Social Media in the Elementary Classroom
Social media use is prolific in today’s society, and I, personally, use a number of platforms for various purposes. I share photos and news with family and friends via a private Facebook account; engage with my PLN on Twitter; follow others on Instagram; share videos on YouTube; maintain a LinkedIn profile; the list goes on. Each of these activities allows me to curate and interact with an authentic audience to share with, learn from, and understand others.
We, as teachers, want to prepare our students for the digital world, and we understand that digital literacy and citizenship skills have become as important as English and Math. While our elementary students have not yet aged into social media accounts, there are a number of ways to integrate social media experiences into the elementary classroom. Curating an authentic audience for our students is a key component in the social media experience, and there are many tools that help our teachers do just that. Below are different tools and project that can bring a protected social media experience into the elementary and middle school classrooms. I tried to organized them by grade levels, since some apps or projects require reading and writing levels of upper elementary.
What is social media?
Before I share some of our social media integrations, a quick note about “what is social media?” Certainly, one immediately thinks of the mainstream social media platforms, such as Twitter, Facebook, and Instagram. However, in my classroom, social media includes any platform where users are sharing media with an authentic audience. This is a very broad definition, encompassing email, blogs, video conferencing, note-sharing, along with the more mainstream social media platforms. These tools can all be used very effectively in the classroom to help students develop digital literacy and citizenship skills.
Social media tools for any age
- FlipGrid is an online video-sharing platform designed specifically for educational purposes. Teachers post a question online, and students submit short video responses. This tool works for all ages, abilities, and language skills, since students don’t need to read or write. It’s a great opportunity to teach on-camera presentation skills, main idea identification and summary skills, and digital literacy & citizenship skills. You can try out this tool and check out the two topics that I created this summer: 1) Where Do Teachers Go In the Summer? (check out my blog post on this great PD use for FlipGrid), and 2) a video log of My Daughter’s Summer Reading before Kindergarten.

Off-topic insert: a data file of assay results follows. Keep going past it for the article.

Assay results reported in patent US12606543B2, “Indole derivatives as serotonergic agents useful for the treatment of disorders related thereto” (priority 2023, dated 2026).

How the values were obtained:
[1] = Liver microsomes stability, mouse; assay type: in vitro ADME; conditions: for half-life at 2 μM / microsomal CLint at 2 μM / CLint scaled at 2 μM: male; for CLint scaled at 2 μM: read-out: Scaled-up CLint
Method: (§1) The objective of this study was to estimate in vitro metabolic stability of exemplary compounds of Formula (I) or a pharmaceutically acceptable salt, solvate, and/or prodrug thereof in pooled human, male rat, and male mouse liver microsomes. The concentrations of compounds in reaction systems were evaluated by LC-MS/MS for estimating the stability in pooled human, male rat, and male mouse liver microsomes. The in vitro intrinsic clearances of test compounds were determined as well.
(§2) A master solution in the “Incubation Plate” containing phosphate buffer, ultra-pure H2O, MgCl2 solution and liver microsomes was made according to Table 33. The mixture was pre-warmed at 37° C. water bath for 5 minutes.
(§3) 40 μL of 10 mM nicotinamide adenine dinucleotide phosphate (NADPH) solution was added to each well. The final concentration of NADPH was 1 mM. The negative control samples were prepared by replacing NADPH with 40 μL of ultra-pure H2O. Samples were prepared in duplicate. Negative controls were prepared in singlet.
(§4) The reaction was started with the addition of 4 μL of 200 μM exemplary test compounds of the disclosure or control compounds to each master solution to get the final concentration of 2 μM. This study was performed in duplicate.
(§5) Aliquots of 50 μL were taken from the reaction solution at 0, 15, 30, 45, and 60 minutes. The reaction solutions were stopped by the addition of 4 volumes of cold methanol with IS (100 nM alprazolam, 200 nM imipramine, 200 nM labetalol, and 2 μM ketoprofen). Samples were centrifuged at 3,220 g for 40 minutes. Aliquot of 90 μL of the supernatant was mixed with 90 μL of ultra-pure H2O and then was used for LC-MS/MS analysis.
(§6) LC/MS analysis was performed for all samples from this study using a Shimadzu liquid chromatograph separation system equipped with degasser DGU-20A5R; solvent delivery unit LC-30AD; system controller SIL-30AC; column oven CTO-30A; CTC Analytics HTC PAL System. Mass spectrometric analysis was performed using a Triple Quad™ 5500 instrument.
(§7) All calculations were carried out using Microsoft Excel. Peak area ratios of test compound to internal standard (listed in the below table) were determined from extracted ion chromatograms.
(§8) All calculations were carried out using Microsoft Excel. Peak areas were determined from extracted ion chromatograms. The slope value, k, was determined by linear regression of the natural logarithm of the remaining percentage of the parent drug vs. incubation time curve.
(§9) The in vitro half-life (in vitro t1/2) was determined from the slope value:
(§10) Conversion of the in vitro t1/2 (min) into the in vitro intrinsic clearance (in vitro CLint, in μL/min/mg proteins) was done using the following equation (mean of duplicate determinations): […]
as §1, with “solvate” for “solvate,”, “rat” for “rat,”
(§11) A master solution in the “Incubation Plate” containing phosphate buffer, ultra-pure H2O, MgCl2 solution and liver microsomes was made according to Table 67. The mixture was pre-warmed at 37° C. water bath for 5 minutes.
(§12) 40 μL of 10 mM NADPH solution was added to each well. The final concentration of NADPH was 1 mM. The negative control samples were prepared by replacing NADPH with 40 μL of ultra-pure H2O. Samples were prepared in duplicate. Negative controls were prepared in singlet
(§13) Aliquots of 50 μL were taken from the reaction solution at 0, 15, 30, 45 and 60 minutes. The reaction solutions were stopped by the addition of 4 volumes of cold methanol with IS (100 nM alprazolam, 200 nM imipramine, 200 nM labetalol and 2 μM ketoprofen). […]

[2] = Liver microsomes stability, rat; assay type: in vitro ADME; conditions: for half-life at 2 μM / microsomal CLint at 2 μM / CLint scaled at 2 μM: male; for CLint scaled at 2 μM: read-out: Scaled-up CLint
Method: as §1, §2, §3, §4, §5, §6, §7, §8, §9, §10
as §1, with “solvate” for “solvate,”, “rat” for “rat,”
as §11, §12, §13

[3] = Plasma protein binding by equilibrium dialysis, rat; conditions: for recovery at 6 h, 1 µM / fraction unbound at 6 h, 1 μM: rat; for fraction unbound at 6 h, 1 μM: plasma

- Explain Everything is a collaborative interactive whiteboard app. It provides a wonderful way to begin integrating digital skills into early elementary classrooms by introducing the concept of an authentic audience. My 5-year-old daughter loves to draw pictures and upload them into Explain Everything as images. Then she can record her voice to tell the story of the picture and share that with our family. It’s a great way for her to share her art and think about an authentic audience for her work.
- We’ve used Google Hangouts for a lot of purposes. We had a student who was in the hospital for most of the school year. Hangouts let him participate in classes virtually, work on group projects with his classmates, and share his own experiences with the class. I also use Hangouts for tutoring students online. It has great features, like screenshare, chat windows, etc.
- Although it is typically text-based, and requires typing skills, I have seen Twitter “hacks” that have made it a useful social media tool in all grade levels. You can read about some of these projects in my other posts: Twitter in the Elementary Classroom and Help Your Students Build Their Own SLN (Social Learning Network).